Together in the Tail Waves

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For all the chaos that it causes, the process of rescuing a flipped raft is still fairly straightforward. Swimmers are the first priority and then any swimmers who made it to shore and are now marooned. With boaters safe, you must corral the boat into an eddy (this may involve a chase) and secure it well to prevent it moving downstream. Remove the oars and send throw baggers downstream for safety.

Secure flip lines to one side of the frame and pass beneath the inverted vessel for the on-shore crew to pull. At the same time, drape the lines attached to the shore side over the upturned raft for the two-three people standing on the bottom of the boat to heave on as they lean back hard toward the river.

The raft rises slowly but as its arc progresses the pulling becomes easier. There is a certain point where you feel you just have to tug a little harder to get it to go that last bit. At this point, those onshore have their heels dug deep in the sand or are fighting the lack of friction on wet rock. Those on the boat stand parallel to the surface of the water about to be dunked. Then, like falling timber, it swings over to the sound of fatigued cheers. This is especially true if it is the kitchen boat or any boat in which there is an abundance of beer.

The pilot will check to see if he or she sacrificed anything to the river gods—the ultimate test of his or her rigging skills. While this happens, dry passengers attend to the swimmers offering warmth, food, water, or counseling as needed. Depending on the quality of the rigging, additional cleanup throughout the day may be necessary, although, you may never see some items again. I myself have donated a stitched together Chaco to the river gods and a good friend of mine, his favorite Tilly hat and a Sony Action Cam.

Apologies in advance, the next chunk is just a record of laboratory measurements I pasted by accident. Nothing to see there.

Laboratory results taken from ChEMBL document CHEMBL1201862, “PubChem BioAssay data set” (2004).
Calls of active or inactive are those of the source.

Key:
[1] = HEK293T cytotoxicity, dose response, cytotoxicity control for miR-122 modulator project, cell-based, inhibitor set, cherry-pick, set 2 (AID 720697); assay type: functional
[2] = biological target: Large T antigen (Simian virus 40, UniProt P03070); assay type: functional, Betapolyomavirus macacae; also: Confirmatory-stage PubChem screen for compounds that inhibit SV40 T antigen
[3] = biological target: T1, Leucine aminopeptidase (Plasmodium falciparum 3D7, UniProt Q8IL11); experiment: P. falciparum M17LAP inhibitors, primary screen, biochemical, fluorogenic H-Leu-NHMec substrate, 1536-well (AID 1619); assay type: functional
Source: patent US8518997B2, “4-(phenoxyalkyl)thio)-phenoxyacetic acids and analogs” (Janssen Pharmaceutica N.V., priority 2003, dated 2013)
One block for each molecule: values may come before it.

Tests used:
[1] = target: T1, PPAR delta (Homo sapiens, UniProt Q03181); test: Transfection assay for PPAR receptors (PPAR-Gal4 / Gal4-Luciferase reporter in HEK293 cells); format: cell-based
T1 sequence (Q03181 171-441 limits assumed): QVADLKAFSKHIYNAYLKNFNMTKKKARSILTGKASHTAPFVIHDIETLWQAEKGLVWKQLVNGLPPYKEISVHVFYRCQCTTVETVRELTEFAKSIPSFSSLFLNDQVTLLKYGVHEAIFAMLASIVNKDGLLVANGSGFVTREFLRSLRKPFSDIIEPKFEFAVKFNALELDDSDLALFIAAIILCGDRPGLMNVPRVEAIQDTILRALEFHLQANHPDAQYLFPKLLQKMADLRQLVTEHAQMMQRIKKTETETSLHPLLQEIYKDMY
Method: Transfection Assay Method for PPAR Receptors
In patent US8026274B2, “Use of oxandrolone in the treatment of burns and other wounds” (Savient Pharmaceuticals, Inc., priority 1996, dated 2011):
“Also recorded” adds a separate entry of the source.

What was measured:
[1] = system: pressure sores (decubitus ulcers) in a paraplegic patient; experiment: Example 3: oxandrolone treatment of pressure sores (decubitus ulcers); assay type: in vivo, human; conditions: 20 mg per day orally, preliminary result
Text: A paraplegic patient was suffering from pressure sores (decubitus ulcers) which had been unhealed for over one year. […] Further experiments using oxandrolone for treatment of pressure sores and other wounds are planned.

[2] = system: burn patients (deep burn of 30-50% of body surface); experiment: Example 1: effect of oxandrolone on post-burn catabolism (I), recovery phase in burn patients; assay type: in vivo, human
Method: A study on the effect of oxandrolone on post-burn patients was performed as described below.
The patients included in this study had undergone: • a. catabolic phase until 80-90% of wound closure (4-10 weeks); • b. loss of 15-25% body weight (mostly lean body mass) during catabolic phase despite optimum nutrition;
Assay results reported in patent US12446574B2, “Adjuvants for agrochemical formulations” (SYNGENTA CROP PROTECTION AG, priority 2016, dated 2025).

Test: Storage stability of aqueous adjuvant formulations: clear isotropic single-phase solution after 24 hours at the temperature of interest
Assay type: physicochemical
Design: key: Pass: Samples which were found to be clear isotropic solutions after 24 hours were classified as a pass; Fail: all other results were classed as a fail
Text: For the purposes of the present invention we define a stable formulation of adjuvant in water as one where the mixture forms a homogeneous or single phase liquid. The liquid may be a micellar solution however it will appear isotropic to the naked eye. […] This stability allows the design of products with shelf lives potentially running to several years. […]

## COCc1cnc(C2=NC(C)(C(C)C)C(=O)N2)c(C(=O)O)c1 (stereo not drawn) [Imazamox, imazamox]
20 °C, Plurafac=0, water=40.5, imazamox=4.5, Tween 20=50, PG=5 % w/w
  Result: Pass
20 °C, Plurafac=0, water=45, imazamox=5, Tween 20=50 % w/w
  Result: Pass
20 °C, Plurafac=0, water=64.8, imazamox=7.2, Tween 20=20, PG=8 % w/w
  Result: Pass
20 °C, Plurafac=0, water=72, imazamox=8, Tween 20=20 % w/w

We spend time on rivers with those we care about. They are our friends and family and represent relationships tested by rapids, damaged boats—and egos—burnt meals, thunderstorms, leaking groovers, and weeks spent in each other’s company. But these relationships also represent the evening riverside conversation, a helping hand, shared stories around a campfire, a shared drink, someone to lift the other end of the cooler, and the oh-so-important trip invitation. This is our tribe and we are on the river together because we love being together.

But for all the camaraderie, for all the time spend together, when we shove off in the slack water above a rapid, we are on our own. Whatever chaos awaits us on the other side of the emerald green tongue we must face alone. Though our friends and family may be mere yards away, we row or high side in the maelstrom, we take our beating and accept what the river deals us—by ourselves. But we know that those individuals will be waiting at the bottom and together we will share whatever victories and losses occurred in the violence upstream. Together we will sort it out in the tail waves.